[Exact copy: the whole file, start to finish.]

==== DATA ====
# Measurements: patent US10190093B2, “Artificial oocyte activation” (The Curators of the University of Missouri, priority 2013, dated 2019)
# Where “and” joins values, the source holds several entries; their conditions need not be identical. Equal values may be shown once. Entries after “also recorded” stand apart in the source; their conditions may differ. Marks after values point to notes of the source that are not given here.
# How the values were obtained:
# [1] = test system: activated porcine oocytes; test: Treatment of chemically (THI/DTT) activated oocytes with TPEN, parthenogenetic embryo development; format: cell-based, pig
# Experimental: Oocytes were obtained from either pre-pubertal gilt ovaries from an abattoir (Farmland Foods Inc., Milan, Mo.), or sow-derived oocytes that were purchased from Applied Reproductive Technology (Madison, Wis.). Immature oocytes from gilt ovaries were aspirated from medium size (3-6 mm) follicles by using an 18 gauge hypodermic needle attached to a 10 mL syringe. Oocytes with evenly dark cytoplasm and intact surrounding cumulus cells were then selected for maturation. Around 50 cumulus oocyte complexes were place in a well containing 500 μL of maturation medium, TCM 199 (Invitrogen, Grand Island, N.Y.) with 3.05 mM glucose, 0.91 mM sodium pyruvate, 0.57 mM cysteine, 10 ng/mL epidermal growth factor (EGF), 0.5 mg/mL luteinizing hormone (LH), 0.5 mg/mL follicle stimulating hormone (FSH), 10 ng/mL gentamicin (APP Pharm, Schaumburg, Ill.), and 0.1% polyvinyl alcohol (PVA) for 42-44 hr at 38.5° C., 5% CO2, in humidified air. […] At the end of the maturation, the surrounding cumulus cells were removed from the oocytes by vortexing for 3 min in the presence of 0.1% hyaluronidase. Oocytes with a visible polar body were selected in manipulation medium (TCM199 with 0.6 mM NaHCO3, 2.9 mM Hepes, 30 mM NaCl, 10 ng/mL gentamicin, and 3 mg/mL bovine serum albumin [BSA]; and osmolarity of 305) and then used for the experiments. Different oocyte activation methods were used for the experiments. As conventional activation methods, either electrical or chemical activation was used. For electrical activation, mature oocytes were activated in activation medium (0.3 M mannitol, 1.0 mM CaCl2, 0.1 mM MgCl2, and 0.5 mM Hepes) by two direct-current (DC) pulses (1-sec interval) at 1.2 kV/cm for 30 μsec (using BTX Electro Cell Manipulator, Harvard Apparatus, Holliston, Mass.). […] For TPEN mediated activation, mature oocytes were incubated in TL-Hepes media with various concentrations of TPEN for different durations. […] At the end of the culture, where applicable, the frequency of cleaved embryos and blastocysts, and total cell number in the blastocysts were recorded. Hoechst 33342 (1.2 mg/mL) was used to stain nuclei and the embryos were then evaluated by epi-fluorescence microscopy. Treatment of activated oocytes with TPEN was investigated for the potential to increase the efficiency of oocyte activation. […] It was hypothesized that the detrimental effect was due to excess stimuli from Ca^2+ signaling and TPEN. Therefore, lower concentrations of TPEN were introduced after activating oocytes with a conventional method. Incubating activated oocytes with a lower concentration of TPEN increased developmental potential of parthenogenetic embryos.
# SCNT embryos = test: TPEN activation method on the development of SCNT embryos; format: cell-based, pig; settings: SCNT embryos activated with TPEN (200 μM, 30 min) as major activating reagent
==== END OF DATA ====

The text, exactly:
# Measurements: patent US10190093B2, “Artificial oocyte activation” (The Curators of the University of Missouri, priority 2013, dated 2019)
# Where “and” joins values, the source holds several entries; their conditions need not be identical. Equal values may be shown once. Entries after “also recorded” stand apart in the source; their conditions may differ. Marks after values point to notes of the source that are not given here.
# How the values were obtained:
# [1] = test system: activated porcine oocytes; test: Treatment of chemically (THI/DTT) activated oocytes with TPEN, parthenogenetic embryo development; format: cell-based, pig
# Experimental: Oocytes were obtained from either pre-pubertal gilt ovaries from an abattoir (Farmland Foods Inc., Milan, Mo.), or sow-derived oocytes that were purchased from Applied Reproductive Technology (Madison, Wis.). Immature oocytes from gilt ovaries were aspirated from medium size (3-6 mm) follicles by using an 18 gauge hypodermic needle attached to a 10 mL syringe. Oocytes with evenly dark cytoplasm and intact surrounding cumulus cells were then selected for maturation. Around 50 cumulus oocyte complexes were place in a well containing 500 μL of maturation medium, TCM 199 (Invitrogen, Grand Island, N.Y.) with 3.05 mM glucose, 0.91 mM sodium pyruvate, 0.57 mM cysteine, 10 ng/mL epidermal growth factor (EGF), 0.5 mg/mL luteinizing hormone (LH), 0.5 mg/mL follicle stimulating hormone (FSH), 10 ng/mL gentamicin (APP Pharm, Schaumburg, Ill.), and 0.1% polyvinyl alcohol (PVA) for 42-44 hr at 38.5° C., 5% CO2, in humidified air. […] At the end of the maturation, the surrounding cumulus cells were removed from the oocytes by vortexing for 3 min in the presence of 0.1% hyaluronidase. Oocytes with a visible polar body were selected in manipulation medium (TCM199 with 0.6 mM NaHCO3, 2.9 mM Hepes, 30 mM NaCl, 10 ng/mL gentamicin, and 3 mg/mL bovine serum albumin [BSA]; and osmolarity of 305) and then used for the experiments. Different oocyte activation methods were used for the experiments. As conventional activation methods, either electrical or chemical activation was used. For electrical activation, mature oocytes were activated in activation medium (0.3 M mannitol, 1.0 mM CaCl2, 0.1 mM MgCl2, and 0.5 mM Hepes) by two direct-current (DC) pulses (1-sec interval) at 1.2 kV/cm for 30 μsec (using BTX Electro Cell Manipulator, Harvard Apparatus, Holliston, Mass.). […] For TPEN mediated activation, mature oocytes were incubated in TL-Hepes media with various concentrations of TPEN for different durations. […] At the end of the culture, where applicable, the frequency of cleaved embryos and blastocysts, and total cell number in the blastocysts were recorded. Hoechst 33342 (1.2 mg/mL) was used to stain nuclei and the embryos were then evaluated by epi-fluorescence microscopy. Treatment of activated oocytes with TPEN was investigated for the potential to increase the efficiency of oocyte activation. […] It was hypothesized that the detrimental effect was due to excess stimuli from Ca^2+ signaling and TPEN. Therefore, lower concentrations of TPEN were introduced after activating oocytes with a conventional method. Incubating activated oocytes with a lower concentration of TPEN increased developmental potential of parthenogenetic embryos.
# SCNT embryos = test: TPEN activation method on the development of SCNT embryos; format: cell-based, pig; settings: SCNT embryos activated with TPEN (200 μM, 30 min) as major activating reagent